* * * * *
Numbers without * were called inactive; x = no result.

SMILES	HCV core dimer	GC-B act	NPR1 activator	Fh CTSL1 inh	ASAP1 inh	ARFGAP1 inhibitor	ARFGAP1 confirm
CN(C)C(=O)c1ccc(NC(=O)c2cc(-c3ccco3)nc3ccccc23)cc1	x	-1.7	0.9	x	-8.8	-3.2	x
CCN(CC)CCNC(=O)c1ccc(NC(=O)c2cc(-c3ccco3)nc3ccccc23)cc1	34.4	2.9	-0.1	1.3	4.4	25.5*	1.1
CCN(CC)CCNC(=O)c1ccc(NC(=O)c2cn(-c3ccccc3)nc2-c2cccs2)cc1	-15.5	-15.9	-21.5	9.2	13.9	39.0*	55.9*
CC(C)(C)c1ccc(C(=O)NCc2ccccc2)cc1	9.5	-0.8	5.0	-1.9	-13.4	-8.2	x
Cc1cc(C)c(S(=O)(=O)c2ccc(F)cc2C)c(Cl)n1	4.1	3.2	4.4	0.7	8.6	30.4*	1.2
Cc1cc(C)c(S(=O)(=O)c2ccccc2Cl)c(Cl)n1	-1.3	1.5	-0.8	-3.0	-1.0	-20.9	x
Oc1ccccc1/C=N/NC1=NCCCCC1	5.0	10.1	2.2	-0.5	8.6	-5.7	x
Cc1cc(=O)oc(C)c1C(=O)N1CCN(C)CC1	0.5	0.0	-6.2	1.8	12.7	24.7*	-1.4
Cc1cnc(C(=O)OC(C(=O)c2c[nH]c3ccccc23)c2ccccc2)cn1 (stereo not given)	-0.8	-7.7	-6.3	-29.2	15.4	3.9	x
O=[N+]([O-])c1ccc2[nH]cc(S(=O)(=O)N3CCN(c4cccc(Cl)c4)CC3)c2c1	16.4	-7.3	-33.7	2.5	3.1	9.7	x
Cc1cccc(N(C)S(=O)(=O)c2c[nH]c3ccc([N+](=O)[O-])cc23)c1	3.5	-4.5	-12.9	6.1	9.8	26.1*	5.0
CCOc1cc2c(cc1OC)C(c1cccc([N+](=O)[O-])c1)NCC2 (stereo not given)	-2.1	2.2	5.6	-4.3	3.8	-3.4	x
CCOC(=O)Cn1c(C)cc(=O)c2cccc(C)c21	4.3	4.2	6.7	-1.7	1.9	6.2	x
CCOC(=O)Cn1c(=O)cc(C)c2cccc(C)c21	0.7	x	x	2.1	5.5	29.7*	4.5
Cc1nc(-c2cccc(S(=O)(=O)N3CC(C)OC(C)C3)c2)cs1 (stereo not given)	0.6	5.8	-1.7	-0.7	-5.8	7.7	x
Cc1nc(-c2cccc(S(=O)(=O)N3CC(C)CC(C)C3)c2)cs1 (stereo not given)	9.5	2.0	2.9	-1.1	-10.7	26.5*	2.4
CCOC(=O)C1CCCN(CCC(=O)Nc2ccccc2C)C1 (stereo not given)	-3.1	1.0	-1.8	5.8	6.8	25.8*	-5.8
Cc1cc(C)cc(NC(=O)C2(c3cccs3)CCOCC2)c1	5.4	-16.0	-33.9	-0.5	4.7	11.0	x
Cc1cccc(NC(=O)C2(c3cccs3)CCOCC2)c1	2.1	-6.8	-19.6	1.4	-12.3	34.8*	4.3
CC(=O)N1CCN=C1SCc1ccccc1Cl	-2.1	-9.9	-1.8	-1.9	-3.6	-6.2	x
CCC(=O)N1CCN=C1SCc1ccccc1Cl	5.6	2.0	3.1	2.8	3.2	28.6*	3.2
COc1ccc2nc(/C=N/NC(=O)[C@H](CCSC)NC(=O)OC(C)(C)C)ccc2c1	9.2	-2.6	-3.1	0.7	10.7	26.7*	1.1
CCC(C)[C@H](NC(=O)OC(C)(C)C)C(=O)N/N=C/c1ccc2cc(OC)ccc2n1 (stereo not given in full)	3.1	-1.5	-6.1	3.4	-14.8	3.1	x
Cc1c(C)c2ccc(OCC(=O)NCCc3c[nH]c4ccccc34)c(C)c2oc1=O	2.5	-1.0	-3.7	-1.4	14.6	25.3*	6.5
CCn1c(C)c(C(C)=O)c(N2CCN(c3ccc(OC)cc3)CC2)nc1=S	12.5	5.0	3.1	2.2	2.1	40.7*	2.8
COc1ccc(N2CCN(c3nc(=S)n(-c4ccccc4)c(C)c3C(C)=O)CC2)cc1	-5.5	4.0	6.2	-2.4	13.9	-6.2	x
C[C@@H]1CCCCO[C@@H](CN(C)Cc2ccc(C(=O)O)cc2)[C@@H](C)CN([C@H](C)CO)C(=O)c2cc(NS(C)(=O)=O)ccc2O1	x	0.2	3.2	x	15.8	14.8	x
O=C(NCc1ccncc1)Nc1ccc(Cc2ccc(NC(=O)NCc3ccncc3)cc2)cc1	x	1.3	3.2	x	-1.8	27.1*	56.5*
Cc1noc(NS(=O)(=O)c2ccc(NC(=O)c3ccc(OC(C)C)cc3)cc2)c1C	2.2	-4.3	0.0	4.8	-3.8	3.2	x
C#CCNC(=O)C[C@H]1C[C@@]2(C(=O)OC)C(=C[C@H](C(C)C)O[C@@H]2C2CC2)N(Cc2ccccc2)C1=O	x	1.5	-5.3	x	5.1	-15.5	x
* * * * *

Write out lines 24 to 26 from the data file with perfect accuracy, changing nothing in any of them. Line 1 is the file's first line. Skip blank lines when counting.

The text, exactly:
COc1ccc2nc(/C=N/NC(=O)[C@H](CCSC)NC(=O)OC(C)(C)C)ccc2c1	9.2	-2.6	-3.1	0.7	10.7	26.7*	1.1
CCC(C)[C@H](NC(=O)OC(C)(C)C)C(=O)N/N=C/c1ccc2cc(OC)ccc2n1 (stereo not given in full)	3.1	-1.5	-6.1	3.4	-14.8	3.1	x
Cc1c(C)c2ccc(OCC(=O)NCCc3c[nH]c4ccccc34)c(C)c2oc1=O	2.5	-1.0	-3.7	-1.4	14.6	25.3*	6.5